Catalogue 32
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[SWIMMING] BERNARDI, Oronzio de’. Arte de Nadar. Madrid, Imprenta de Alban, 1807.

8vo [14.3 x 10.3 cm], (1) f. engraved title, 190 pp., XI full-page single-sided engravings interleaved in text. Quarter bound in contemporary brown calf, brown and green mottled boards, brown marbled endpapers, green silk ribbon bookmark, sprinkled edges. Minor spotting in places, marginal paper loss at p. 187, otherwise quite clean.


Rare first Spanish edition (first Italian in 1794) of this attractive illustrated work propounding the “Bernardi Method” of swimming, which, both in terms of the history of swimming and illustrated books on the subject, had an influence in the late 18th and early 19th century equal to that of Melchisédech Thévenot (1620-92) in the 17th century. The work goes far beyond being an instructional manual touching on areas as diverse as comparative anatomy, iatro-mechanics, respiration, hydrostatics, and even the design and architecture of swimming pools.

The engravings of this Spanish edition are reductions of eleven of the ambitiously artistic designs (rather more fanciful than one would expect in a didactic work of this nature) originally produced for the earlier Italian edition, after drawings by Francesco Antonio Lapegna (1769-1817). Although purportedly drawn from life, the subjects are embellished with considerable fantasia, not infrequently resembling ancient statuary, and here and there bordering on risqué. This combination of science, erudition and a slightly indulgent taste for decadent illustration – all devoted to an activity generally viewed at the time as eccentric – makes the work an interesting and representative document of the colorful milieu of late 18th-century Naples as received by readers in early 19th-century Madrid.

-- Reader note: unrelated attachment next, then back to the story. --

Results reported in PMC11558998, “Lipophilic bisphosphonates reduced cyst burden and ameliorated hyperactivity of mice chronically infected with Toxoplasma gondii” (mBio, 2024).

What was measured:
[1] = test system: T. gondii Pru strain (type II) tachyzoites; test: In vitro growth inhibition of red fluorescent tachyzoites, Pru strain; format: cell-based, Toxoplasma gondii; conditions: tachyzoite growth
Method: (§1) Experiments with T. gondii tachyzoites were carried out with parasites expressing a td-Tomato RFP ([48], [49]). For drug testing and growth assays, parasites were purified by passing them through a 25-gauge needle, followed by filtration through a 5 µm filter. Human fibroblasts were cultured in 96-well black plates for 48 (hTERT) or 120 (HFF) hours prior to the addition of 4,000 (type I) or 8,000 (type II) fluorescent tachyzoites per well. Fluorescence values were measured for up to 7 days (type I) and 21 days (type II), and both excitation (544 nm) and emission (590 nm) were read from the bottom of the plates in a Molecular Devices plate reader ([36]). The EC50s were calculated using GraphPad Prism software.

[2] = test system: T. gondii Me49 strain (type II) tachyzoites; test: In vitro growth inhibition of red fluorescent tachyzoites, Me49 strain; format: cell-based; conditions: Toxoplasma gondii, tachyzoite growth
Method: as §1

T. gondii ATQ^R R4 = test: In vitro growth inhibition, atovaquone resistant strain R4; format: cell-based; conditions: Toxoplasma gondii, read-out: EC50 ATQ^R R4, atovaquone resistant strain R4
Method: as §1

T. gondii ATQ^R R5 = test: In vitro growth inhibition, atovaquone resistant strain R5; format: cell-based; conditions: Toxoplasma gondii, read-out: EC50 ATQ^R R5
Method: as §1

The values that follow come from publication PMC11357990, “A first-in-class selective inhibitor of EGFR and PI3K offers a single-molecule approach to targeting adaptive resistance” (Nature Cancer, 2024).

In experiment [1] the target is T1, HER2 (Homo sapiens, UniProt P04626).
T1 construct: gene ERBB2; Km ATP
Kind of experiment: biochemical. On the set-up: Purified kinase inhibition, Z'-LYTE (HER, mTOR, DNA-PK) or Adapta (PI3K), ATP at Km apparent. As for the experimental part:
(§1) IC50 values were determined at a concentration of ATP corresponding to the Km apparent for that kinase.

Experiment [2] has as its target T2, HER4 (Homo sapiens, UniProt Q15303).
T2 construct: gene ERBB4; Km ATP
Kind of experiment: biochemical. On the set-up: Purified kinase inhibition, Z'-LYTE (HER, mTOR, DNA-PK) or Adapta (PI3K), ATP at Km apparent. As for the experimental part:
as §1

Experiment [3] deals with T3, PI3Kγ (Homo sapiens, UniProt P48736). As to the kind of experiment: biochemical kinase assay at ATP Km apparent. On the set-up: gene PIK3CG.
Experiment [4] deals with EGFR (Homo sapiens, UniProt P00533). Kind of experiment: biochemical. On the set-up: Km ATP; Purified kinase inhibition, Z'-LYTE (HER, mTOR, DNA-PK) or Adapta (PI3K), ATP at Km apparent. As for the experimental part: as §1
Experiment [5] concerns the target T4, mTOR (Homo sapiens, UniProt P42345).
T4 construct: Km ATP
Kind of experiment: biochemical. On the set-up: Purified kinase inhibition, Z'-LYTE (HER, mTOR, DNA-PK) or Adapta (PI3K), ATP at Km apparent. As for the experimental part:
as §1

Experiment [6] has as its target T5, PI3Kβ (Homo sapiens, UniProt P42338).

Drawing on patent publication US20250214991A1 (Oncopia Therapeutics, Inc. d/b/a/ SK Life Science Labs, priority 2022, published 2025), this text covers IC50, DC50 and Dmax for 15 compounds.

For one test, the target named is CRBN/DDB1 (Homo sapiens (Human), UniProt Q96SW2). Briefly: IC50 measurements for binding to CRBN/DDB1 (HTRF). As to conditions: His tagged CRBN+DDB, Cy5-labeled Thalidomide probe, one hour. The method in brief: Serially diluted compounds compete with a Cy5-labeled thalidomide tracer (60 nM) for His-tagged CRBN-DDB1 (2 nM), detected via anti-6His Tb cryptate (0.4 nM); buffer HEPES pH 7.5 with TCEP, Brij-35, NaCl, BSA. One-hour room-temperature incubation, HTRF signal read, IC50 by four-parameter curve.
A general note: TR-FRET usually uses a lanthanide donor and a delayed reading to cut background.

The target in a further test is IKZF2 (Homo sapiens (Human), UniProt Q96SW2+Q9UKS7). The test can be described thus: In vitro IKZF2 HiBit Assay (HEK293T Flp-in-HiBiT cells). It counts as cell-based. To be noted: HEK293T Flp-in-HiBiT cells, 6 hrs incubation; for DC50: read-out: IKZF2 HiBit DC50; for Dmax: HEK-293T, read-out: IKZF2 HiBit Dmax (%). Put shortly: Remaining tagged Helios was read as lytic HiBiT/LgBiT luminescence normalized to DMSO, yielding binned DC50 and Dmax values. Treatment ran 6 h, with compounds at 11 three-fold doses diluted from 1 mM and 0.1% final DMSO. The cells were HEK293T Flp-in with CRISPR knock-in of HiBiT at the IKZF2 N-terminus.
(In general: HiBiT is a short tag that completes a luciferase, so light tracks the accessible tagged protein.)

Apart from this work, nothing is known of Oronzio de’ Bernardi, a lawyer and holder of honorific ecclesiastical titles, although the first edition’s warm dedication to the minister of the Neopolitan Navy, Sir John Acton, suggests that Bernardi held an “insider” position at Court.

OCLC locates U.S. copies at the NYPL, UC San Diego, and Harvard; a further copy is held at the Hispanic Society of America.

* * Palau 28241; Hispanic Society of America, vol. 2, p. 1002; Piñal, vol. 9. p. 47, no. 287; Minerva, vol. VIII (1807), pp. 97-104; Ralph Thomas, Swimming, pp. 91-2 and 215-18; Bénezit VI.442; Riccardi 1.118; Villani 129/80 (the first edition); Poggendorf (the first).

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